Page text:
Green Tea Drinking in Elderly Linked to Lower Risk for Depression

Laurie Barclay, MD

December 29, 2009

December 29, 2009 — More frequent consumption of green tea is associated with a lower prevalence of depressive symptoms in the community-dwelling older population, according to the results of a cross-sectional study reported in the December issue of the American Journal of Clinical Nutrition.

"Green tea is reported to have various beneficial effects (e.g., anti–stress response and anti-inflammatory effects) on human health," write Hideko Takahashi, from Tohoku University Graduate School of Biomedical Engineering in Sendai, Japan, and colleagues. "Although these functions might be associated with the development and progression of depressive symptoms, no studies have investigated the relation between green tea consumption and depressive symptoms in a community-dwelling population."

The objective of the study was to evaluate the association between green tea drinking and depressive symptoms in 1058, community-dwelling, elderly Japanese subjects 70 years or older who widely consumed green tea. A self-administered questionnaire was used to determine green tea intake. The 30-item Geriatric Depression Scale was used to evaluate depressive symptoms, with a cutoff point of 11 indicating mild and severe depressive symptoms and a cutoff value of 14 indicating severe depressive symptoms. Antidepressant use was also considered to indicate depressive symptoms.

In this cohort, 34.1% had mild and severe depressive symptoms, and 20.2% had severe depressive symptoms. Compared with green tea consumption of 1 or less cup per day, odds ratios for mild and severe depressive symptoms were 0.96 for 2 to 3 cups (95% confidence interval [CI], 0.66 - 1.42) and 0.56 for 4 or more cups of green tea per day (95% CI, 0.39 - 0.81; P for trend = .001), after adjustment for confounding factors. Similar associations were seen for severe depressive symptoms.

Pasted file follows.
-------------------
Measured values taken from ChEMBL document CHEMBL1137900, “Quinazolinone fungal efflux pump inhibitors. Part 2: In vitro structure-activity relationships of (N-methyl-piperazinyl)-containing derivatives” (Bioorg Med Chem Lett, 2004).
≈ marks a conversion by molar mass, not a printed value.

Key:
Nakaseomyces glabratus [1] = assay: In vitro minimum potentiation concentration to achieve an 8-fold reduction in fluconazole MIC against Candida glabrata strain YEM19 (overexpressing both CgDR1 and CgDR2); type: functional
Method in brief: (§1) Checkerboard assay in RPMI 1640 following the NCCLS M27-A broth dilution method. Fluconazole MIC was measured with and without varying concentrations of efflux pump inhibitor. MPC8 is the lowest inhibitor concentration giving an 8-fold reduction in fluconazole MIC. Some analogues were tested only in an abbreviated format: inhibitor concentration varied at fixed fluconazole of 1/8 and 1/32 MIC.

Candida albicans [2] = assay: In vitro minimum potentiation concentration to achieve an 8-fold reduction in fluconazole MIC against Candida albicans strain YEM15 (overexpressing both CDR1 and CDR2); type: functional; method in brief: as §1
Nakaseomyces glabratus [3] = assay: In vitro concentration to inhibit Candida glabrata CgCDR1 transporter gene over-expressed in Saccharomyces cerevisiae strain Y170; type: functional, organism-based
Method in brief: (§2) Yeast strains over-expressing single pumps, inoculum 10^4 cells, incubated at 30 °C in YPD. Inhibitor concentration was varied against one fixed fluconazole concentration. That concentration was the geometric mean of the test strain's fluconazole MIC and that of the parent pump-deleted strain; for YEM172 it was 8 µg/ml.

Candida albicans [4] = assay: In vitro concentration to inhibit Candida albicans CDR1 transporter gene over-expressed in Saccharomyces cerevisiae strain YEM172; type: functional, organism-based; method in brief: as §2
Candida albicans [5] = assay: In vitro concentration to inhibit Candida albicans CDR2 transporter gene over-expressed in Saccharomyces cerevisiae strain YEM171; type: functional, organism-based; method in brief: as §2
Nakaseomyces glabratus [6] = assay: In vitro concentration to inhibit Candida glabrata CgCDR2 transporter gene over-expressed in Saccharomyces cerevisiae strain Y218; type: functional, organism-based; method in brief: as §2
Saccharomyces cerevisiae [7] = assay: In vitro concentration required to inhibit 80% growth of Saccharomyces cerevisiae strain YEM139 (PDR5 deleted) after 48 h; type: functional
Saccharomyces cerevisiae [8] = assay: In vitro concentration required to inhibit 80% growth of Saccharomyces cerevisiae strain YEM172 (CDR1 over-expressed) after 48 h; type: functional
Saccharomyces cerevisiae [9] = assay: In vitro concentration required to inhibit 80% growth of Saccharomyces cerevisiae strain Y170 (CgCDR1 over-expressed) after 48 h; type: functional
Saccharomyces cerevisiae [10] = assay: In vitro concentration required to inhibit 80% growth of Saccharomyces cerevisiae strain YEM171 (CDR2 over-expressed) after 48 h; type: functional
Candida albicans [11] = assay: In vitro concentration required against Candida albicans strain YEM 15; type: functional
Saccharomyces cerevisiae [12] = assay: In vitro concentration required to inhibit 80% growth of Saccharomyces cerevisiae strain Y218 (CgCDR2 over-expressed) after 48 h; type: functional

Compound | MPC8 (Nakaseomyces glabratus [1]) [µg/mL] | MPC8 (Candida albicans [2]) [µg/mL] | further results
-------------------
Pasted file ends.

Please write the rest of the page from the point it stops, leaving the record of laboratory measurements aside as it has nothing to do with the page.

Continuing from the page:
"A more frequent consumption of green tea was associated with a lower prevalence of depressive symptoms in the community-dwelling older population," the study authors write.

Limitations of this study include cross-sectional design, preventing causal inferences; possible confounding factors; and lack of data on other psychiatric conditions, symptoms, or treatments. In addition, participants were more active and healthy than those who did not undergo the assessment, and the Geriatric Depression Scale is not designed for making a clinical diagnosis of depressive episodes.

"In the present study, higher green tea consumption (as measured by self-administered questionnaires) was significantly associated with a lower prevalence of depressive symptoms in community-dwelling elderly individuals," the study authors conclude. "This finding suggested that the consumption of green tea may have a potentially beneficial effect on the prevention of depressive symptoms. A prospective study or randomized trials are required to clarify the causality."

The Ministry of Education, Culture, Sports, Science and Technology of Japan; the Japan Atherosclerosis Prevention Fund; and the Ministry of Health, Labor, and Welfare of Japan supported this study. The study authors have disclosed no relevant financial relationships.

Am J Clin Nutr. 2009;90:1615-1622. Abstract

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